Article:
Brady Eviota .
BERN, Switzerland – World Cup 2018 fever may have died down, but some controversies are lingering like a virus simply gone dormant.
Don’t think that the all-girl Russian punk band Pussy Riot made the only significant political statement in the month-long tourney. Four members of the group invaded the pitch during the cup final in Moscow on Sunday dressed in police uniforms. For their troubles, the girls will be jailed for 15 days and banned for three years from entering any football stadium in Moscow.
I’m sure Putin would have wanted to deal with them more severely. In 2012, three Pussy Riot members were arrested for performing an anti-Putin protest song in a central Moscow church. The three were arrested, subjected to “overcrowded conditions” in their transportation to their trial and later suffered “humiliation” by being permanently exposed in a glass dock. They were also given prison sentences that were exceptionally severe.
The European Court of Human Rights on Tuesday entered a decision condemning Russia for violating the band member’s human rights by subjecting them to degrading treatment, not providing a fair trial and not allowing them freedom of expression. The court also ordered Russia to pay the three feminists damage fees and for their legal expenses.
But unlike the Pussy Riot members who had to be chased all over the grass by security, it was the teams who were already making political statements when they sedately walked down the pitch.
Take France for example. Eighty percent of the players in the champion team are from Africa, and half of the team are Muslims, according to a post from Twitter.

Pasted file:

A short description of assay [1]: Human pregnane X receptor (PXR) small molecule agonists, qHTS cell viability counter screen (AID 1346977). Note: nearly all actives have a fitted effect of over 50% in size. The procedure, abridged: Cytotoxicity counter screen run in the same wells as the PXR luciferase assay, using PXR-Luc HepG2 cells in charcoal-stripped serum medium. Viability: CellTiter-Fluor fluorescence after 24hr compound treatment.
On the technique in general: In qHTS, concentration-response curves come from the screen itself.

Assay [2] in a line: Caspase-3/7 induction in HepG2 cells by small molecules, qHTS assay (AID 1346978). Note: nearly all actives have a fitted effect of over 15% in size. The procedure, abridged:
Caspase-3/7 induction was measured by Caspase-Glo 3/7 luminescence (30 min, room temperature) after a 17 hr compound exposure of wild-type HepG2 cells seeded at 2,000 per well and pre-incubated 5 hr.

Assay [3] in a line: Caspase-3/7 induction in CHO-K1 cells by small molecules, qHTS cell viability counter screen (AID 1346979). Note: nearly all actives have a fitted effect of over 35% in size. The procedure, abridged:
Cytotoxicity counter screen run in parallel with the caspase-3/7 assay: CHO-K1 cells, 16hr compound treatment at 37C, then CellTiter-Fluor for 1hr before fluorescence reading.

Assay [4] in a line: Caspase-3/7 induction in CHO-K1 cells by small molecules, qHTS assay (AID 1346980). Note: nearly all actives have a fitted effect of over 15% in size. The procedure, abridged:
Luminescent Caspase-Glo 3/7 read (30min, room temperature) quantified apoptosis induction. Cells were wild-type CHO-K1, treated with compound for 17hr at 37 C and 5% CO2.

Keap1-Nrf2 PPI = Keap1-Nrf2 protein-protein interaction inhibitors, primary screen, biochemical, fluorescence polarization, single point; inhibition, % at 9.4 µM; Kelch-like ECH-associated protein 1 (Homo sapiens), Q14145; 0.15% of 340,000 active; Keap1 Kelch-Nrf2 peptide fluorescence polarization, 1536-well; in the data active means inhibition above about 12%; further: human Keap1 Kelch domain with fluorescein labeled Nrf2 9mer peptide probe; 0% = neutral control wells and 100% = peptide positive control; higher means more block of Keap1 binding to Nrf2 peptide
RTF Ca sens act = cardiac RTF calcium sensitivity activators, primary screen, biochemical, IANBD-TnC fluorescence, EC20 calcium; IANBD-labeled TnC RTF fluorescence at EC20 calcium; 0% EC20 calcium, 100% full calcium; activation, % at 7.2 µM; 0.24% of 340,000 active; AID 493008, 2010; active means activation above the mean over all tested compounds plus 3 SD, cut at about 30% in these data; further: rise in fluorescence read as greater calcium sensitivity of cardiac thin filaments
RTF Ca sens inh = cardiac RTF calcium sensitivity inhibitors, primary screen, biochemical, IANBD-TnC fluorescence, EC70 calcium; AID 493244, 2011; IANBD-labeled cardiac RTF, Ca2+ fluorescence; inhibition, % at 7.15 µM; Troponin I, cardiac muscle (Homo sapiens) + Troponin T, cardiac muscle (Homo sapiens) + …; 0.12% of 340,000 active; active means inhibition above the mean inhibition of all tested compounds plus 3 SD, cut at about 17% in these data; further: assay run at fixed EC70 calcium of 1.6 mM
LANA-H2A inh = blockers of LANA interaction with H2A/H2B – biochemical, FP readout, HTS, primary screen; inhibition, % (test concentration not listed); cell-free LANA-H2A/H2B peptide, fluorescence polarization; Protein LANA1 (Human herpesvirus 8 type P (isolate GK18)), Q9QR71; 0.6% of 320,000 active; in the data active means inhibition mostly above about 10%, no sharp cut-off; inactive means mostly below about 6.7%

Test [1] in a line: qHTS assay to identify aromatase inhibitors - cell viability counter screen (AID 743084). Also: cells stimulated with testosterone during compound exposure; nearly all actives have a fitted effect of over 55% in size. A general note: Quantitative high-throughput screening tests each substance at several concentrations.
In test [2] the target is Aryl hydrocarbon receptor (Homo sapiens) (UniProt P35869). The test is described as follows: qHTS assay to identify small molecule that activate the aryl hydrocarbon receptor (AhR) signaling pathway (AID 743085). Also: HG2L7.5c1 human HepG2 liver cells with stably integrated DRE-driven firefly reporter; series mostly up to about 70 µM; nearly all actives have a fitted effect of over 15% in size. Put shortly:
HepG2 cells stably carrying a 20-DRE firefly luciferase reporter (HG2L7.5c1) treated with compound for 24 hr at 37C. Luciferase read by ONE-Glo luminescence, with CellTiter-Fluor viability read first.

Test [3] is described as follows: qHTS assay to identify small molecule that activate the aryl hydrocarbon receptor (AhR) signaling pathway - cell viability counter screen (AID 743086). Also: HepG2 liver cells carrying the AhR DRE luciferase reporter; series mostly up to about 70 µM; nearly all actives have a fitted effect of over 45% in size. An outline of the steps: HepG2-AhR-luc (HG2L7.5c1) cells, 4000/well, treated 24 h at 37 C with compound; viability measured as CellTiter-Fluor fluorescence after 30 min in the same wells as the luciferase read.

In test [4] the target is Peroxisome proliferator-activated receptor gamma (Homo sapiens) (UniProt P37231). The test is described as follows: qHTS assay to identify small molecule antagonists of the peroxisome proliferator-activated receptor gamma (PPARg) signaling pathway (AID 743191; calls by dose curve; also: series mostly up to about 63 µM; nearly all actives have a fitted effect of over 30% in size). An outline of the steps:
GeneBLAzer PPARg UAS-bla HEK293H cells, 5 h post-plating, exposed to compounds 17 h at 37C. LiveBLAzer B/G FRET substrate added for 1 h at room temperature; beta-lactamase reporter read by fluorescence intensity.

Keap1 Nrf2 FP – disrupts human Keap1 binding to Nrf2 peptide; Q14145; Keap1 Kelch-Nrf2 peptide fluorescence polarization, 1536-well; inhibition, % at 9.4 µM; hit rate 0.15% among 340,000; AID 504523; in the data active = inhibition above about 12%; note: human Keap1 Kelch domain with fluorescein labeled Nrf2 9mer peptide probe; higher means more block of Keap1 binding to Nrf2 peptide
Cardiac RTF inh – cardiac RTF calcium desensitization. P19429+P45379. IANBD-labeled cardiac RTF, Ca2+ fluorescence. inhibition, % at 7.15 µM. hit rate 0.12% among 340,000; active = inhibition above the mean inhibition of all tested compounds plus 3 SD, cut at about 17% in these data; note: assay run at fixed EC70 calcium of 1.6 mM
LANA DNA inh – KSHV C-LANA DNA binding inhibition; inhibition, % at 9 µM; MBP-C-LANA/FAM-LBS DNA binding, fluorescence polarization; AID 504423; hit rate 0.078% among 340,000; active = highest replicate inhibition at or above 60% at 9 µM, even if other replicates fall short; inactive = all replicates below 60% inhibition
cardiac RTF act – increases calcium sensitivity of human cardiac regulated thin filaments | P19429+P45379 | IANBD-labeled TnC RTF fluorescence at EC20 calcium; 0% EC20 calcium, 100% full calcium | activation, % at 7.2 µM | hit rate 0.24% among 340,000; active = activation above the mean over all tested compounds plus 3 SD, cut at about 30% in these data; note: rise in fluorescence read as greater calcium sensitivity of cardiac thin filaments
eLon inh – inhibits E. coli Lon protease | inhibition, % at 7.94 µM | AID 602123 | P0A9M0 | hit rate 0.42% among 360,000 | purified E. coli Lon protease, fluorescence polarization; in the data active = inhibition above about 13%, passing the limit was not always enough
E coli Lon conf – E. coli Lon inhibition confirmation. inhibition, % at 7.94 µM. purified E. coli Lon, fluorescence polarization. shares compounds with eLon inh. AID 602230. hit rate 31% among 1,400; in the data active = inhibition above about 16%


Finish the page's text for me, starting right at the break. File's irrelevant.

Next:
Indeed. Names like Umtiti, Pogba, Matuidi, Kante, Dembele and Mbappe are clearly African, and speak proudly of their African ancestry. These top players came from migrant families, already making a statement on the current anti-immigrant hysteria that is being played up by politicians in Europe.
The Twitter post also twitted (the original meaning) American president Donald Trump and his controversial policy to build walls against future migrants to America. “Thanks to the French men for not building a wall,” went the post. Down it went to Trump like a goalie-less kick.
Political controversy also hit the Swiss team. Eight of the Swiss 11 have foreign roots, perhaps underscoring the fact that 20 percent (and growing) of Switzerland’s population of 8 million are already foreigners or have migrant backgrounds.
But the mainstay players Granit Xhaka and Sherdan Shaqiri were criticized for crossing their arms and displaying the “double-eagle” sign of their native Albania, following their euphoria over a goal against rival Serbia. A provocative political act, shouted the critics. But the team closed ranks behind its top players, with even the Swiss captain saying he sees no problem with how his teammates celebrate goals.
The players effectively closed the argument with this comment: “When the Nati (the national team) wins, we are Swiss. But when the Nati loses, we are (considered) foreigners.”
A minor right-wing Swiss politician then proposed – after the Swiss were knocked out of the elimination stages – that henceforth only 100 percent Swiss players should compose the Nati. But his proposal was quickly booted out on social media. One of the oft-repeated arguments on this topic: If you took out the dual citizens from the team, then Switzerland had just seen its last world cup. Game over.
(Brady Eviota wrote and edited for the now defunct Media Mindanao News Service in Davao. He is from Surigao City and now lives in Bern, the Swiss capital located near the Bernese Alps. -Mindanews)